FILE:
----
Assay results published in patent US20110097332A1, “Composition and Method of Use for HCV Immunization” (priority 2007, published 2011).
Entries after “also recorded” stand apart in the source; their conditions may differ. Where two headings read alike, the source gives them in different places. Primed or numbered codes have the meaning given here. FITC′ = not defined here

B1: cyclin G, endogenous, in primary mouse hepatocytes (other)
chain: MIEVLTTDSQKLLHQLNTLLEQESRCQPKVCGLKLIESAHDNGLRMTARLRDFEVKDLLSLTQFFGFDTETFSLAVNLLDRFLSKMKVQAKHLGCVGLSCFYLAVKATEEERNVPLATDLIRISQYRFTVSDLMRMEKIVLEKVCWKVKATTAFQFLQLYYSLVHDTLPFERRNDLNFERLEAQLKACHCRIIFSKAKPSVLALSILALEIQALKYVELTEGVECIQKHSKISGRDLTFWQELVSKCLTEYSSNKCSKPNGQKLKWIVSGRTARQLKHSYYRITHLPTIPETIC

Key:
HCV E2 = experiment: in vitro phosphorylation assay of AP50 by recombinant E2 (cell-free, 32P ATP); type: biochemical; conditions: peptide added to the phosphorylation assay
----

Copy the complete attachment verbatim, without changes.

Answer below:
Assay results published in patent US20110097332A1, “Composition and Method of Use for HCV Immunization” (priority 2007, published 2011).
Entries after “also recorded” stand apart in the source; their conditions may differ. Where two headings read alike, the source gives them in different places. Primed or numbered codes have the meaning given here. FITC′ = not defined here

B1: cyclin G, endogenous, in primary mouse hepatocytes (other)
chain: MIEVLTTDSQKLLHQLNTLLEQESRCQPKVCGLKLIESAHDNGLRMTARLRDFEVKDLLSLTQFFGFDTETFSLAVNLLDRFLSKMKVQAKHLGCVGLSCFYLAVKATEEERNVPLATDLIRISQYRFTVSDLMRMEKIVLEKVCWKVKATTAFQFLQLYYSLVHDTLPFERRNDLNFERLEAQLKACHCRIIFSKAKPSVLALSILALEIQALKYVELTEGVECIQKHSKISGRDLTFWQELVSKCLTEYSSNKCSKPNGQKLKWIVSGRTARQLKHSYYRITHLPTIPETIC

Key:
HCV E2 = experiment: in vitro phosphorylation assay of AP50 by recombinant E2 (cell-free, 32P ATP); type: biochemical; conditions: peptide added to the phosphorylation assay